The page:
Regarding Repeater Use:  Please check with your local repeater owner if they permit private data calls on either time slot of a repeater. Many repeater trustees or operators wish to NOT allow private or data calls. Beyond checking with a repeater owner, there should be no reason for this to not work though. I have used a Micro Node TEENSY 3.6 based home made repeater and Pi-Star running on the host device and it worked fine.

Setting Up Your Radio

First thing you will want to do is experiment with adding GPS to your code plug and ensure you can get a signal lock. This will make your life much easier before progressing. Have a look HERE for more detail about getting the GPS "sort of" working.

Next, you will want to ADD A PRIVATE CONTACT to your radio.  Make sure its "Private Call" and not "Group Call".  The talk group you will send messages to is 262993.

Experiment with sending commands such as just "help" or "wx gps" or just "gps" 

For the "wx gps" command to work, you need to make sure you are actually receiving a GPS signal and your radio should have the globe icon. If it has a red cross through it, it will not work.

Some thoughts you may want to consider when putting things related to sending text message include:

  • Spending time in the CPS program to set quick keys, short message shortcuts and other related things you may see a need for.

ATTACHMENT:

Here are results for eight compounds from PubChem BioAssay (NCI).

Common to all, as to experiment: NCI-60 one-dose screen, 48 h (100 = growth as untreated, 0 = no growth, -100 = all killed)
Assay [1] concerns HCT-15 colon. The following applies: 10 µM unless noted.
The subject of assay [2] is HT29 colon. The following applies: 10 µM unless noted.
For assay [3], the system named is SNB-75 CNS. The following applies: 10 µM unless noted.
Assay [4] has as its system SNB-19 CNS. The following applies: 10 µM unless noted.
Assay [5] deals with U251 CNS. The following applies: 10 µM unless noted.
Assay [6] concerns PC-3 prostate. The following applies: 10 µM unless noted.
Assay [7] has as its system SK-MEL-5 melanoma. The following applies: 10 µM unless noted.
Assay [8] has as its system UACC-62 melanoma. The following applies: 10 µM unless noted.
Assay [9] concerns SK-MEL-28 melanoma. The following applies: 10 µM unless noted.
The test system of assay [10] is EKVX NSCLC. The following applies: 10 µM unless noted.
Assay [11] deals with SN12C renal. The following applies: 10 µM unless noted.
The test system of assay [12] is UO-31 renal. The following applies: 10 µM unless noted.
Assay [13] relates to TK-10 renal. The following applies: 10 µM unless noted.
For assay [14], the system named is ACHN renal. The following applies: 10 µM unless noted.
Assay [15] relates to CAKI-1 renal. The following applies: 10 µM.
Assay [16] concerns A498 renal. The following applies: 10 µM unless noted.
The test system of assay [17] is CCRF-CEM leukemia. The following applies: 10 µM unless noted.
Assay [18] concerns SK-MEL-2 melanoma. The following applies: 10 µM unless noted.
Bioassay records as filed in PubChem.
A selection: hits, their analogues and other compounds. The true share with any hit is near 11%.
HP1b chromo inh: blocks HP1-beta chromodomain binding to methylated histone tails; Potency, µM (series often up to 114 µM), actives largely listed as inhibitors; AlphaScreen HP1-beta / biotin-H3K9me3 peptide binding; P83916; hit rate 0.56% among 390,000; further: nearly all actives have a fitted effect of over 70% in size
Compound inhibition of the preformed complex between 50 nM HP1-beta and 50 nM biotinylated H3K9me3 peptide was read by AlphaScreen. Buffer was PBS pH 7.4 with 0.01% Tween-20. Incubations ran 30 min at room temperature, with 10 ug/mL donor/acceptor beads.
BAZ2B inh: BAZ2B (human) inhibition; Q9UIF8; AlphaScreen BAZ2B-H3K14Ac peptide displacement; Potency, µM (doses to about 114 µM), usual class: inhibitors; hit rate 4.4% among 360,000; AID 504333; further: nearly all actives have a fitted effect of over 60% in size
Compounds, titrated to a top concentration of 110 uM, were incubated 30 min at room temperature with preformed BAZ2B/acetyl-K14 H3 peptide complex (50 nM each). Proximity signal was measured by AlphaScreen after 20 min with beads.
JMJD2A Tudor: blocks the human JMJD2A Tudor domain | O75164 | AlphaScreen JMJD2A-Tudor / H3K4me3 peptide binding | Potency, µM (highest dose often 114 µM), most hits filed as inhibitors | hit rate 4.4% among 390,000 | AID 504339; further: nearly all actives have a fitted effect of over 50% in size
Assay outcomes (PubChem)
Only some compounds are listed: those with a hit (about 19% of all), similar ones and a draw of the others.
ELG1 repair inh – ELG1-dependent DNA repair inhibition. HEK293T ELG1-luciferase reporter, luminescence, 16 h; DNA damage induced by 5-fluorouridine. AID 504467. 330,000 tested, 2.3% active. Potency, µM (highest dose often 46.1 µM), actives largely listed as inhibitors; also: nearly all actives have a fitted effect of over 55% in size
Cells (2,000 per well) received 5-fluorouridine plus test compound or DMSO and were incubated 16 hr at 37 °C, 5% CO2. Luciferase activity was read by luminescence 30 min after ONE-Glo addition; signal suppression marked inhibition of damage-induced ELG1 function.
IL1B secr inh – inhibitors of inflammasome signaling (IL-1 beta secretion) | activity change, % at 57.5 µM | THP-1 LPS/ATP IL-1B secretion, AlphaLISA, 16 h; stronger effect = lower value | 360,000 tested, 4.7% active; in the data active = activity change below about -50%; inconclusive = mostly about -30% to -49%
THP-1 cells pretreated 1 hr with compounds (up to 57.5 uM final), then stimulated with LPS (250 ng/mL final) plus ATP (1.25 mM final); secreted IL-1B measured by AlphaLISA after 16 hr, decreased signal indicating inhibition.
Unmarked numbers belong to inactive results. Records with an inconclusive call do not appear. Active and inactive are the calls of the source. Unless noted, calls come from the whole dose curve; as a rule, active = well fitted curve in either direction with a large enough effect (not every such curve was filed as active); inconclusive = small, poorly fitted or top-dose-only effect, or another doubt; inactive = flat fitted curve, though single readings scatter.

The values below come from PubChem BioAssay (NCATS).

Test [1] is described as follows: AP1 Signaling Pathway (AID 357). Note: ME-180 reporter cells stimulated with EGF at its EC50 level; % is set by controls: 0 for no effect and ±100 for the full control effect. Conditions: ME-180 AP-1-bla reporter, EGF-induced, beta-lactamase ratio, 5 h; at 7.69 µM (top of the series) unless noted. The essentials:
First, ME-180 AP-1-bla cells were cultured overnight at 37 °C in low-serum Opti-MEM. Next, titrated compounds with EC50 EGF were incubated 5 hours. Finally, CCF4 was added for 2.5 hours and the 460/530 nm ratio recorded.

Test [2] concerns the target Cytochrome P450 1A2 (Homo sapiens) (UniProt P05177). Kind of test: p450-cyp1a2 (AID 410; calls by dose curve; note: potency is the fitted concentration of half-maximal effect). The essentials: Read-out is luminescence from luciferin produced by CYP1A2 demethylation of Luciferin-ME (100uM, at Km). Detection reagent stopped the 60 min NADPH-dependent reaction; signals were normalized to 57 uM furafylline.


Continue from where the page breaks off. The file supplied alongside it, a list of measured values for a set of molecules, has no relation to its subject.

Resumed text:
• Setting up a text message only zone or dedicated channels for use with your hot spot.  Not only can you now send text messages to get weather information, you can also set up a home GPS location to see a bearing and distance from anywhere by using the "gps set" and "gps home" commands. 
  • Creating channels that have GPS enabled or disabled depending on what you want to do and to conserve battery life. 
Setting Up Your Hot Spot & Brandmeister

The already linked to article already goes into getting Brandmeister set up for use, so please have another look. 

One thing I discovered also is that it may be good to create a few GPS systems in your CPS for different use cases. Most radios allow multiple GPS profiles to be created and linked to different channels with different frequency and talk group destinations. 

There was a reason the noise in the video sounded like a train station. I was actually at the
Croton-Harmon Amtrak/MNRR station waiting for a train! 
What good is GPS anyway on the radio?

If you are a ham involved in EMCOMM related activities or have experimented with APRS, you may know that the different radios like the Icom ID-51, Kenwood TH-D72, TH-D74 and Yaesu FT-1 and 2 radios have built in GPS. All can give you distance and bearing to other stations also using APRS. 

What a GPS enabled DMR radio allows is the ability to translate your coordinates into the closest by physical address. This works by sending your GPS coordinates to the server that makes this all work and compare that to Google maps. Having the real life address sent back to your radio can be very helpful.  This is what happens when sending just "gps" to TG 262993.

Wrapping it up...

A lot more can be said about this, but what fun is reading even more.  Go play with that radio and talk about it with your fellow ham radio operators on appropriate nets, talk groups and in person.

Some favorites of more "tech forward hams" includes:
  • Talk group 31368 (Mid-Hudson Valley), 31428 (RF-IT) and many others...